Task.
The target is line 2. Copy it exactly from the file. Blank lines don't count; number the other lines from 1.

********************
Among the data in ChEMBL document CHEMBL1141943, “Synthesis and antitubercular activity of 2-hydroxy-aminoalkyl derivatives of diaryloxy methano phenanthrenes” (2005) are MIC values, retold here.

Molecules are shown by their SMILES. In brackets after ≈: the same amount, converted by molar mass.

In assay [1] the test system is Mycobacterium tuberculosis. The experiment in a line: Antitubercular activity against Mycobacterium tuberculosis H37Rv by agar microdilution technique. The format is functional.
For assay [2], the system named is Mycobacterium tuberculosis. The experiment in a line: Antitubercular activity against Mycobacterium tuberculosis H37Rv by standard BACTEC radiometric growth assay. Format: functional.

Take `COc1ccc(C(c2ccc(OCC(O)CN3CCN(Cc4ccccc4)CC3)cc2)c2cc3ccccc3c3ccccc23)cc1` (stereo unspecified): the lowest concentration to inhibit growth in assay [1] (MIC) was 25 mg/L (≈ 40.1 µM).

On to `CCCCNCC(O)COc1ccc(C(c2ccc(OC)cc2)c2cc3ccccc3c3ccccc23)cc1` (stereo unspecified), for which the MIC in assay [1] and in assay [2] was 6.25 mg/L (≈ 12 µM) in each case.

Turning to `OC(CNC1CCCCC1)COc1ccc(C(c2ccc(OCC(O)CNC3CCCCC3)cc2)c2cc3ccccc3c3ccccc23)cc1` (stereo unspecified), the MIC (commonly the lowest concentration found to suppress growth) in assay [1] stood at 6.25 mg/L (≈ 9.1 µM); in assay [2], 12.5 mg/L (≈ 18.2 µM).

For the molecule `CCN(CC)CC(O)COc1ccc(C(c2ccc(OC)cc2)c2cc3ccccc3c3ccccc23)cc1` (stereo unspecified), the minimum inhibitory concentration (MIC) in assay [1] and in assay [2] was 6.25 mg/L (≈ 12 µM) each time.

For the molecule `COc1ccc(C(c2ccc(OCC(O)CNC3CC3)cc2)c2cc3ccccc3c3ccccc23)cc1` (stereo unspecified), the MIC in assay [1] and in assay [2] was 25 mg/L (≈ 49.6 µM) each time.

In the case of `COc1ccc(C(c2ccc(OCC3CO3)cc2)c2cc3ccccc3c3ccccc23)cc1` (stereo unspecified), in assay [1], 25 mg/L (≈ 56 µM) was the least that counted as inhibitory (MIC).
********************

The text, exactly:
Molecules are shown by their SMILES. In brackets after ≈: the same amount, converted by molar mass.